Holidaying amid pandemicWe must tread with extreme precautions if we want to pursue our wanderlust.
The social media sphere is flooded with posts of people holidaying in remote mountain areas, scenic locations and resorts. It’s a radical act, given how the Covid-19 situation continues to deteriorate in Nepal, especially in the Kathmandu Valley and other hotspots while health agencies and experts recommend avoiding all nonessential travel. But the yearning to travel after months of the stay-home order and mobility restrictions has picked up steam since the holiday season last month. People have hit the road, pandemic or not, and there are equally attractive travel packages to choose from.
The desire to travel is only natural. Holidaying amid coronavirus proves how important it is to rejuvenate and engage with our family and friends. It is also good news that the domestic travel and tourism industry is showing some signs of a rebound after a devastating blow this year. But as we venture out to fulfil an innate desire further fuelled by social media and influencers, we cannot let our guard down and forget the fact that the coronavirus situation is real, and can seriously sicken and even kill people.
It is, therefore, imperative that we tread with extreme precautions as we pursue our wanderlust, especially with the onslaught of the flu season as the mercury dips. Hyper-local tourism can be a boon and the first measure for recovery of the travel and tourism industry in the country, which has taken a direct blow with no international tourists in both the spring and autumn seasons. But this is an opportunity that the government, stakeholders and the public must capitalise on with extreme caution and solidarity.
Foremost, there is an urgent need to formulate and implement a standard operating procedure that adheres to hygiene and safety guidelines to mitigate the high risks Covid-19 poses. This calls for identifying and resolving huge challenges in the travel and tourism industry that is slowly reopening. This is crucial because more and more people will plan to travel, which increases the chances of infection and further spread of the virus across the country. Capitalising on this opportunity will thus require a massive transformation in the way we operate. It is not business as usual, and the current lack of measures to contain the spread, be it expanding testing or implementing a tracing mechanism, does not offer the confidence we need.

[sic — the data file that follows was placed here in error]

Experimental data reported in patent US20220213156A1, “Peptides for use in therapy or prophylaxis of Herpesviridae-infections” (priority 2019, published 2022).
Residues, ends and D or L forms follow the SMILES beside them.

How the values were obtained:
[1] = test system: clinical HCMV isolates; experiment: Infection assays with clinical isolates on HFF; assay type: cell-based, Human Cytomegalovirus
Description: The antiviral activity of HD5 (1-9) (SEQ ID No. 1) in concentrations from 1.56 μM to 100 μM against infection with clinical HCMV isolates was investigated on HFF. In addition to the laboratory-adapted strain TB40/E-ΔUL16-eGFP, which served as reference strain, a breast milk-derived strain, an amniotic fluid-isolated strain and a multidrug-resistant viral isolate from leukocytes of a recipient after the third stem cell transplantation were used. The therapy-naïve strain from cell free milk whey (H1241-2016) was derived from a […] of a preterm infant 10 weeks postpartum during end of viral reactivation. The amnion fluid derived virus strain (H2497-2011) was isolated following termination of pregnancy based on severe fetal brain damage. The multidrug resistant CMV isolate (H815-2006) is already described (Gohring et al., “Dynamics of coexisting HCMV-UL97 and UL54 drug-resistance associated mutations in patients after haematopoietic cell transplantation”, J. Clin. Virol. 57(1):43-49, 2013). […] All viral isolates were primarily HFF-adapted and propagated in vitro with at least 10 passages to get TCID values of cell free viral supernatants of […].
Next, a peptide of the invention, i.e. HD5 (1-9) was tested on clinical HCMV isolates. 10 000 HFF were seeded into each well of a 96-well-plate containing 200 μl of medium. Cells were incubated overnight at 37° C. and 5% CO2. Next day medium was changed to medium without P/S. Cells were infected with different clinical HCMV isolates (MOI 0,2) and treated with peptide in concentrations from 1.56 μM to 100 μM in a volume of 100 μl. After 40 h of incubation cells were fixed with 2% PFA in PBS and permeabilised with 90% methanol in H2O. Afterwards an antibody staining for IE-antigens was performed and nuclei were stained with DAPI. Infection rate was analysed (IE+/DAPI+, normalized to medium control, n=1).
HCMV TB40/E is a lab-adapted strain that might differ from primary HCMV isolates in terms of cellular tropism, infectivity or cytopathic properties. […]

The government needs to ensure that people are safe. It needs to clearly communicate the risks involved while travelling and must formulate a range of protocols and strictly monitor their implementation. Based on scientific consensus, many countries have already adopted safety protocols as prescribed by the World Travel and Tourism Council to ensure a safe travel experience. From travel points to hotels and restaurants, there are strict sanitising and cleaning procedures and measures to employ physical distancing and minimum contact, which are primary defence measures against the coronavirus.
If getting infected is the primary risk, the burden of treatment and lack of a proven pharmaceutical treatment are far too costly and uncertain. The grief that deaths bring is immeasurable. We are in this together as we try to chart our way through the pandemic. Restrictions might have relaxed for now, and the race for a vaccine offers some glimmer of possibility, but there’s a long way to go, and if we want to travel, we need to adapt. There’s no alternative but just a storm of issues that will require a scientific approach and good habits for just about everything in our lives.
This is the resilience we need to develop because simply reopening the economy with zero protocols in place to contain the spread of the coronavirus will only worsen our situation. If that’s not where we plan to be, we need to introduce measures that work immediately, but not just in principle.